Subset of PGPLOT Subroutine Descriptions

Introduction

The full list of PGPLOT subroutines is available from the PGPLOT home page. This document contains a selected subset of all of the subroutines.

PGBEG -- open a graphics device

      INTEGER FUNCTION PGBEG (UNIT, FILE, NXSUB, NYSUB)
      INTEGER       UNIT
      CHARACTER*(*) FILE
      INTEGER       NXSUB, NYSUB

Note: new programs should use PGOPEN rather than PGBEG. PGBEG
is retained for compatibility with existing programs. Unlike PGOPEN,
PGBEG closes any graphics devices that are already open, so it
cannot be used to open devices to be used in parallel.

PGBEG opens a graphical device or file and prepares it for
subsequent plotting. A device must be opened with PGBEG or PGOPEN
before any other calls to PGPLOT subroutines for the device.

If any device  is already open for PGPLOT output, it is closed before
the new device is opened.

Returns:
 PGBEG         : a status return value. A value of 1 indicates
                   successful completion, any other value indicates
                   an error. In the event of error a message is
                   written on the standard error unit.
                   To test the return value, call
                   PGBEG as a function, eg IER=PGBEG(...); note
                   that PGBEG must be declared INTEGER in the
                   calling program. Some Fortran compilers allow
                   you to use CALL PGBEG(...) and discard the
                   return value, but this is not standard Fortran.
Arguments:
 UNIT  (input)   : this argument is ignored by PGBEG (use zero).
 FILE  (input)   : the "device specification" for the plot device.
                   (For explanation, see description of PGOPEN.)
 NXSUB  (input)  : the number of subdivisions of the view surface in
                   X (>0 or <0).
 NYSUB  (input)  : the number of subdivisions of the view surface in
                   Y (>0).
                   PGPLOT puts NXSUB x NYSUB graphs on each plot
                   page or screen; when the view surface is sub-
                   divided in this way, PGPAGE moves to the next
                   panel, not the  next physical page. If
                   NXSUB > 0, PGPLOT uses the panels in row
                   order; if <0, PGPLOT uses them in column order.

PGCONL -- label contour map of a 2D data array

      SUBROUTINE PGCONL (A, IDIM, JDIM, I1, I2, J1, J2, C, TR,
     1                   LABEL, INTVAL, MININT)
      INTEGER IDIM, JDIM, I1, J1, I2, J2, INTVAL, MININT
      REAL A(IDIM,JDIM), C, TR(6)
      CHARACTER*(*) LABEL

Label a contour map drawn with routine PGCONT. Routine PGCONT should
be called first to draw the contour lines, then this routine should be
called to add the labels. Labels are written at intervals along the
contour lines, centered on the contour lines with lettering aligned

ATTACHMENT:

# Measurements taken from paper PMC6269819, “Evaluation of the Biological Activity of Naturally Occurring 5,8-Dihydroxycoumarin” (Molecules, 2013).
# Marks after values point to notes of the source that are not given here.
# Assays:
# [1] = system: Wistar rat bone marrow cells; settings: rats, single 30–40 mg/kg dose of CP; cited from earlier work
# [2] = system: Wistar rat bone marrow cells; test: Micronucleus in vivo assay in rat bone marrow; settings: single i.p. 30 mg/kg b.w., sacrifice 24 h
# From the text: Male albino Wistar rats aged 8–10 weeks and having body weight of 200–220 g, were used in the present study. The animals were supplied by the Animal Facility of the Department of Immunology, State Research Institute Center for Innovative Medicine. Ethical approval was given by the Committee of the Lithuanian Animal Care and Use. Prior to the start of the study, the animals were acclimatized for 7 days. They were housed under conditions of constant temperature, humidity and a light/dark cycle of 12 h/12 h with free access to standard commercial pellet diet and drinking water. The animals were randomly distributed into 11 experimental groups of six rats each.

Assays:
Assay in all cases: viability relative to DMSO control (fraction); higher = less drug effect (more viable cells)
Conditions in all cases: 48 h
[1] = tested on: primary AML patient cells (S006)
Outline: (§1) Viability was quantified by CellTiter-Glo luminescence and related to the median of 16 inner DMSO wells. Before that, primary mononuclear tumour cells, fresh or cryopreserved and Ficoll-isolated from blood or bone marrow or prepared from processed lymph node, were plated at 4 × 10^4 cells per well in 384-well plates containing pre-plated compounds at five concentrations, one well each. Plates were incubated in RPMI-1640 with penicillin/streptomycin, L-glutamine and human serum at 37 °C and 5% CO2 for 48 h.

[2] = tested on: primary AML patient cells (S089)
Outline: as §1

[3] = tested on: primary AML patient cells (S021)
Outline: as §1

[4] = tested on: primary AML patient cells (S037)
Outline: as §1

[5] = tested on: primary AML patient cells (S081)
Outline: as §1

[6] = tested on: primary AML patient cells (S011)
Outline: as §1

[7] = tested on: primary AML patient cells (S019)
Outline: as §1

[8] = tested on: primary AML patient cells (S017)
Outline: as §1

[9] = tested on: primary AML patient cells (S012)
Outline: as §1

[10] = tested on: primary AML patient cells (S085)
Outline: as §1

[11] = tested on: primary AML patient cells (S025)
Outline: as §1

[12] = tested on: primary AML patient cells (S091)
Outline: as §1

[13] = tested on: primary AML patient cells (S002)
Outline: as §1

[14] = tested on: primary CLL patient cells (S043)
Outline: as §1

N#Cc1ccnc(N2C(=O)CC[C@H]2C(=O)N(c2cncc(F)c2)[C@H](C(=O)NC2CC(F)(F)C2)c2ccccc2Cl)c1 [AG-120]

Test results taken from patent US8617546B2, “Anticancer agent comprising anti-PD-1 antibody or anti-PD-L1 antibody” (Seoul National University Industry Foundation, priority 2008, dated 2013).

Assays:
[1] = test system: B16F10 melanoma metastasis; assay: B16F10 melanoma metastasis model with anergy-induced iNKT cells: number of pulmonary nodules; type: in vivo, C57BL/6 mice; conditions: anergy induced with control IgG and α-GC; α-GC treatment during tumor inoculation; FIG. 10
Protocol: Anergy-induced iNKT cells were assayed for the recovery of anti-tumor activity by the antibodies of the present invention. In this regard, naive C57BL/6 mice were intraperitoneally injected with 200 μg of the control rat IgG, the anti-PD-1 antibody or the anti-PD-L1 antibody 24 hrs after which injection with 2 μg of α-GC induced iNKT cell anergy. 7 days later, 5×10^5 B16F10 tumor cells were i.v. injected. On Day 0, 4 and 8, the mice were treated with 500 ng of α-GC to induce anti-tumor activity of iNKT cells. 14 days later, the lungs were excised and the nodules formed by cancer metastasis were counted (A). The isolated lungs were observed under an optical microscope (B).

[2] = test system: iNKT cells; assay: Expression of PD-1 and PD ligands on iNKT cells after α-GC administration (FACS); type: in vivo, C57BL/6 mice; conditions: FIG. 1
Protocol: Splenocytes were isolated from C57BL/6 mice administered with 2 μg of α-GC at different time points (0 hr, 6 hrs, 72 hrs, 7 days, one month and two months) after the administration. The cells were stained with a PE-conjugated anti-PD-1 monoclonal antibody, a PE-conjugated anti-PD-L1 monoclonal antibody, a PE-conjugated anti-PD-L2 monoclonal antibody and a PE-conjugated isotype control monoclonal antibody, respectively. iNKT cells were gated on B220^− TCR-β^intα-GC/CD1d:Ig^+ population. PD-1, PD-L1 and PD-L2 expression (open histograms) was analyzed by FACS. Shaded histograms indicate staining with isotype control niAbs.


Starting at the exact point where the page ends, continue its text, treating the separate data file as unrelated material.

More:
in the up-hill direction. Labels are opaque, so a part of the under-
lying contour line is obscured by the label. Labels use the current
attributes (character height, line width, color index, character
font).

The first 9 arguments are the same as those supplied to PGCONT, and
should normally be identical to those used with PGCONT. Note that
only one contour level can be specified; tolabel more contours, call
PGCONL for each level.

The Label is supplied as a character string in argument LABEL.

The spacing of labels along the contour is specified by parameters
INTVAL and MININT. The routine follows the contour through the
array, counting the number of cells that the contour crosses. The
first label will be written in the MININT'th cell, and additional
labels will be written every INTVAL cells thereafter. A contour
that crosses less than MININT cells will not be labelled. Some
experimentation may be needed to get satisfactory results; a good
place to start is INTVAL=20, MININT=10.

Arguments:
 A      (input) : data array.
 IDIM   (input) : first dimension of A.
 JDIM   (input) : second dimension of A.
 I1, I2 (input) : range of first index to be contoured (inclusive).
 J1, J2 (input) : range of second index to be contoured (inclusive).
 C      (input) : the level of the contour to be labelled (one of the
                  values given to PGCONT).
 TR     (input) : array defining a transformation between the I,J
                  grid of the array and the world coordinates.
                  The world coordinates of the array point A(I,J)
                  are given by:
                    X = TR(1) + TR(2)*I + TR(3)*J
                    Y = TR(4) + TR(5)*I + TR(6)*J
                  Usually TR(3) and TR(5) are zero - unless the
                  coordinate transformation involves a rotation or
                  shear.
 LABEL  (input) : character strings to be used to label the specified
                  contour. Leading and trailing blank spaces are
                  ignored.
 INTVAL (input) : spacing along the contour between labels, in
                  grid cells.
 MININT (input) : contours that cross less than MININT cells